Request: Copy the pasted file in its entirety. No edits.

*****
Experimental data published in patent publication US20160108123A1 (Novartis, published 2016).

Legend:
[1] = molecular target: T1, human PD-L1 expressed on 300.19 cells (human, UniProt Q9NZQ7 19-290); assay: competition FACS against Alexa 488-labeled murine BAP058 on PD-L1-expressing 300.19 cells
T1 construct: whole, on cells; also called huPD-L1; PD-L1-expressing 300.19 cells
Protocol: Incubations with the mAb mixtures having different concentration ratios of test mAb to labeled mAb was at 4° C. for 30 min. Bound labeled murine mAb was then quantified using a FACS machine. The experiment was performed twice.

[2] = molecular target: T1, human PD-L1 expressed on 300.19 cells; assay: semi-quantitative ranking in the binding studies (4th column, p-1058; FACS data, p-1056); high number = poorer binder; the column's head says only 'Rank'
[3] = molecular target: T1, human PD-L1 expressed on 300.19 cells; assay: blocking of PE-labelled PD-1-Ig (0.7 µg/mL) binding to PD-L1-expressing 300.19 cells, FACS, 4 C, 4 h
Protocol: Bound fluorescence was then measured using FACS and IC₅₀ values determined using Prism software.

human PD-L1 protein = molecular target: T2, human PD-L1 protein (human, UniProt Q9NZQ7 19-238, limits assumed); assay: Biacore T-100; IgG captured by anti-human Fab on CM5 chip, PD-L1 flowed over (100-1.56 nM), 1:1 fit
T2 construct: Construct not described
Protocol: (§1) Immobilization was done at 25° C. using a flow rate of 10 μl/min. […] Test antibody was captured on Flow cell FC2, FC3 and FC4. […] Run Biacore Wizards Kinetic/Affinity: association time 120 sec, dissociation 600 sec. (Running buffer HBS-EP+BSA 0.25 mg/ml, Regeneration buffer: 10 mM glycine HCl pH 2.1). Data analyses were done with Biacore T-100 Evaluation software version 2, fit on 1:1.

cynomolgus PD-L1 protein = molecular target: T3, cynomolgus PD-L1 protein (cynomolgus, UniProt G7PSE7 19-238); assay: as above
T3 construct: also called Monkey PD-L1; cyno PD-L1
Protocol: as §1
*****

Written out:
Experimental data published in patent publication US20160108123A1 (Novartis, published 2016).

Legend:
[1] = molecular target: T1, human PD-L1 expressed on 300.19 cells (human, UniProt Q9NZQ7 19-290); assay: competition FACS against Alexa 488-labeled murine BAP058 on PD-L1-expressing 300.19 cells
T1 construct: whole, on cells; also called huPD-L1; PD-L1-expressing 300.19 cells
Protocol: Incubations with the mAb mixtures having different concentration ratios of test mAb to labeled mAb was at 4° C. for 30 min. Bound labeled murine mAb was then quantified using a FACS machine. The experiment was performed twice.

[2] = molecular target: T1, human PD-L1 expressed on 300.19 cells; assay: semi-quantitative ranking in the binding studies (4th column, p-1058; FACS data, p-1056); high number = poorer binder; the column's head says only 'Rank'
[3] = molecular target: T1, human PD-L1 expressed on 300.19 cells; assay: blocking of PE-labelled PD-1-Ig (0.7 µg/mL) binding to PD-L1-expressing 300.19 cells, FACS, 4 C, 4 h
Protocol: Bound fluorescence was then measured using FACS and IC₅₀ values determined using Prism software.

human PD-L1 protein = molecular target: T2, human PD-L1 protein (human, UniProt Q9NZQ7 19-238, limits assumed); assay: Biacore T-100; IgG captured by anti-human Fab on CM5 chip, PD-L1 flowed over (100-1.56 nM), 1:1 fit
T2 construct: Construct not described
Protocol: (§1) Immobilization was done at 25° C. using a flow rate of 10 μl/min. […] Test antibody was captured on Flow cell FC2, FC3 and FC4. […] Run Biacore Wizards Kinetic/Affinity: association time 120 sec, dissociation 600 sec. (Running buffer HBS-EP+BSA 0.25 mg/ml, Regeneration buffer: 10 mM glycine HCl pH 2.1). Data analyses were done with Biacore T-100 Evaluation software version 2, fit on 1:1.

cynomolgus PD-L1 protein = molecular target: T3, cynomolgus PD-L1 protein (cynomolgus, UniProt G7PSE7 19-238); assay: as above
T3 construct: also called Monkey PD-L1; cyno PD-L1
Protocol: as §1